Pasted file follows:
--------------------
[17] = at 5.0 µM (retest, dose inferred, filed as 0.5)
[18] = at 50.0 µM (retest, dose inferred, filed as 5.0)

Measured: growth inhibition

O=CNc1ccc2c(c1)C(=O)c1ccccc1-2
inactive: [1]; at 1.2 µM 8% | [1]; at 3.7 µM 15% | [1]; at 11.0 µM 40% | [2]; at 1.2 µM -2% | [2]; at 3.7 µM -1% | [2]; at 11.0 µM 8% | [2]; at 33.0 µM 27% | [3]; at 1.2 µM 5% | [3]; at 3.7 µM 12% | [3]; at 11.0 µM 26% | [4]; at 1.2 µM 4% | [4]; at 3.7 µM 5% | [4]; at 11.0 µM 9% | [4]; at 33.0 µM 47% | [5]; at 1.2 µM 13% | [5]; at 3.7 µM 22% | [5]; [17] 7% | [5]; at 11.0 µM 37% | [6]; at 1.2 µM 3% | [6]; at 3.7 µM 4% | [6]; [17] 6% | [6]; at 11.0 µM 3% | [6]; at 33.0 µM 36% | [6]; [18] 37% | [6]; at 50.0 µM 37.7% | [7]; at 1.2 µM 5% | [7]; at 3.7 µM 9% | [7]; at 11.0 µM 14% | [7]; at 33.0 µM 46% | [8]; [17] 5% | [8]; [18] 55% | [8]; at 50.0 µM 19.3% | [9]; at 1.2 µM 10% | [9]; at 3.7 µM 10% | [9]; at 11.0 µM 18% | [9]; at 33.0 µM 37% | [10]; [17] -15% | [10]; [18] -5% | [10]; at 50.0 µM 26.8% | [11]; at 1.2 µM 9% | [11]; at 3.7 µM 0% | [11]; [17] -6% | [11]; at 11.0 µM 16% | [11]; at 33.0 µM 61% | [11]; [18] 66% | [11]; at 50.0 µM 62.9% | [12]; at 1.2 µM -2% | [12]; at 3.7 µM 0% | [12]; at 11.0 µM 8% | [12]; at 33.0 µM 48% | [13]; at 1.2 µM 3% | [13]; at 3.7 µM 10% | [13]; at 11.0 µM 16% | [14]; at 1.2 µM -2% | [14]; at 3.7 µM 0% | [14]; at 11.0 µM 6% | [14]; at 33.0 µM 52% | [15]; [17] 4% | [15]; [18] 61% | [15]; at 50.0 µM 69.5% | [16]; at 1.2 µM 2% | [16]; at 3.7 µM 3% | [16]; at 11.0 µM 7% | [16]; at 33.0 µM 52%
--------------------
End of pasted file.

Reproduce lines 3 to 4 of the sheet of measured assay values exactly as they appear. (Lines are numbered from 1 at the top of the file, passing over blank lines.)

Measured: growth inhibition

O=CNc1ccc2c(c1)C(=O)c1ccccc1-2